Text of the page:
Scott Garson

An afternoon during the war, and her father is gone, and the wind in the cotton-wool sky is wide and fleet and ethereal, but here is its tug, sticking ungathered hair in her mouth, raking popcorn and gum foil over the dirt past the toes of her Mary Janes. And Jack laughs. Willie laughs. And she blinks, then closes her eyes, for here is the wind in full, molding her ruffled dress to her bones, shooting a fizz of particles down the curved stretch of the buckled board fence. And she puts out her hand, but when she opens her eyes again, Willie, her brother, is gone. Willie, she says. Who gets letters from her father, letters from the sea, and not her, because she cannot read, although she likes the simple cartoons he draws of the character Henry Hound. Willie, she says. Cartoons in the Disney style, the Hound’s grin like an open travel trunk, the Hound’s pupils glinty dots in huge white eyes that will swallow you whole. What’s Henry Hound say? Always listen to your teacher. When you are done playing straighten your room. Be a swell brother to Evelyn. And Willie is swell, but the light of his kindness, she knows, cuts out, the kindness itself at those times as far away from where she stands as her father in the Eastern sea. Which is why she worries, which is why her face gets pinched in the way her brother has demonstrated for Jack with a face of his own. Willie, she says. But they’re gone. Willie and Jack. And she pushes down inside herself a runny smear of panic, and feels herself buoyant, forced up by what is forced down, floating, as if someone else is moving her feet in her Mary Janes, rolling the leather soles of them over sharp pebbles and rock-hard dirt. If she can stay calm she will be rewarded, she knows, by Willie’s calm return. If she can endure. But all movement is movement away. She has to stop, and she does, and she’s struck with a knee in gray slacks and her lung is jounced. Pardon. She’s brushed with a hand. The sun has come out from a cloud, and she hears in the tinny screams of kids on the Scrambler its sudden glare. She looks towards the Scrambler, which is silver, a wheel of hard light, the hole-poked faces thrown at her, then jerked out of orbit, erased. Willie, she says. And the sky closes up once more in a fragrance of cotton candy. A bell rings. Hooray. And she moves, because she has been seen: the fortune teller is looking at her, and not stopping, though every moment brings a stranger to block her view. Evelyn moves faster. Spill the milk! Three balls for a nickel! She jogs but she’s weak and can hold nothing firm in her body as she does. She sinks to her knees, by the line for the merry-go-round. Watches the sleepless horses bob to an oil-smelling song that rolls and rolls without being played. And she hears a twined sound, a call for someone who’s lost, and she turns, but the person staring at her through the crowd is not her brother.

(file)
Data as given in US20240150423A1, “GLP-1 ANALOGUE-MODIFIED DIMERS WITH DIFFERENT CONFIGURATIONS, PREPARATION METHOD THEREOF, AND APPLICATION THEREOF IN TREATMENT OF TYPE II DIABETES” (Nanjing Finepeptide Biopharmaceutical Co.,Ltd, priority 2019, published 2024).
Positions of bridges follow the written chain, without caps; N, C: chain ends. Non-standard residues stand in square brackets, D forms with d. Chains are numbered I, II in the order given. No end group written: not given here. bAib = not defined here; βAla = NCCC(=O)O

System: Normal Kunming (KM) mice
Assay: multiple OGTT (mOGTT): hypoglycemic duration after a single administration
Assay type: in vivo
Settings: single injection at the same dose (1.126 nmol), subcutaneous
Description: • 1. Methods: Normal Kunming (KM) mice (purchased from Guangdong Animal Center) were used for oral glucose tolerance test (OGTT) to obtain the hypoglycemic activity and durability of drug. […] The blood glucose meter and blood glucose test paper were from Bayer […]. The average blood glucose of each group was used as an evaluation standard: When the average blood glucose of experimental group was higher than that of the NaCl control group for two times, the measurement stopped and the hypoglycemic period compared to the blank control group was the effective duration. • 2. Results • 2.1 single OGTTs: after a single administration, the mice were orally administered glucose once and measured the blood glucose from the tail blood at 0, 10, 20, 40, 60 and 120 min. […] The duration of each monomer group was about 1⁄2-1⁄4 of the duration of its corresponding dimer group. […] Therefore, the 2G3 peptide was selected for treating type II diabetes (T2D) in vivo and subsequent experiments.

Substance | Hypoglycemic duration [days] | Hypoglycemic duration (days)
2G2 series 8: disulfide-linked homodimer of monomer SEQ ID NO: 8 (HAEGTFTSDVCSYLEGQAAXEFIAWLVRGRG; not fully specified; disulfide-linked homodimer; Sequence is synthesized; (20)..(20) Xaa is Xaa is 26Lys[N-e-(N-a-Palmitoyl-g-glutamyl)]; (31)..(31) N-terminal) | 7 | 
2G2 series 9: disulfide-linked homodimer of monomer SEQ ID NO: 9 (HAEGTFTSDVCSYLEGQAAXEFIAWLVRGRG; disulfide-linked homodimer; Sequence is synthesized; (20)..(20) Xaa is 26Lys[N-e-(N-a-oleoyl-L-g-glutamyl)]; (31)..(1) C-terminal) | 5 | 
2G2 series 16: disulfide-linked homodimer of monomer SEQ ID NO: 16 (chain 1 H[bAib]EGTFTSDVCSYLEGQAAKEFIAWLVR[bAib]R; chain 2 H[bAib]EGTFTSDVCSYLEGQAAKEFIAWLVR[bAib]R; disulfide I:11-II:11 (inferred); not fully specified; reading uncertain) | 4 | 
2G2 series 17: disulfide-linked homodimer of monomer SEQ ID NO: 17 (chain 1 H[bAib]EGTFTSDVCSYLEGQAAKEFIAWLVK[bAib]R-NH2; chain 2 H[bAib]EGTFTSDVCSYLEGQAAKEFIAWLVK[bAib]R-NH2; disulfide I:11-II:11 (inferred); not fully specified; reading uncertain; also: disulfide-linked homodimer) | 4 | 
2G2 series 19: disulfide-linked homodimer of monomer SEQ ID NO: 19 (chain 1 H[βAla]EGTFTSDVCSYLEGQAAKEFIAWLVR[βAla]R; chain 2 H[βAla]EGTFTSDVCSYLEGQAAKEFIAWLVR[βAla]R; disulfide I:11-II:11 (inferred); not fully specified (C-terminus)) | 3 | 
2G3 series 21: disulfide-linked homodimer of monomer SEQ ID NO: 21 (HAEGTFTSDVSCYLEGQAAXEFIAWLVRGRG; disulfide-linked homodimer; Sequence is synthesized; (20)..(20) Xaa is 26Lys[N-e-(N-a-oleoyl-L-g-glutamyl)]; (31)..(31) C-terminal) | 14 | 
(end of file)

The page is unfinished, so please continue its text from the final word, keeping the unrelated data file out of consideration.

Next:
The fortune teller’s secret name is that word nobody will say, the word her mother tries to oppose with small lights in the sockets of rooms. The hand of the fortune teller over Evelyn’s hand as she follows along presses an assignation of something into the tissue, into the bones.

A cup of jewelly water to lift and touch to her lips and tongue. Lift and touch. Lift and touch. Evelyn, she says. Evelyn Rasmussen. For she has been asked. Is the water a mirror? There is nothing at all in its frame. It’s empty. She holds it in both of her hands, and rises, and looks at the faces of the boys, the soft faces, and watches their smiles give way. They’re waiting. For what? She looks at them. She looks into the hole of their fear.

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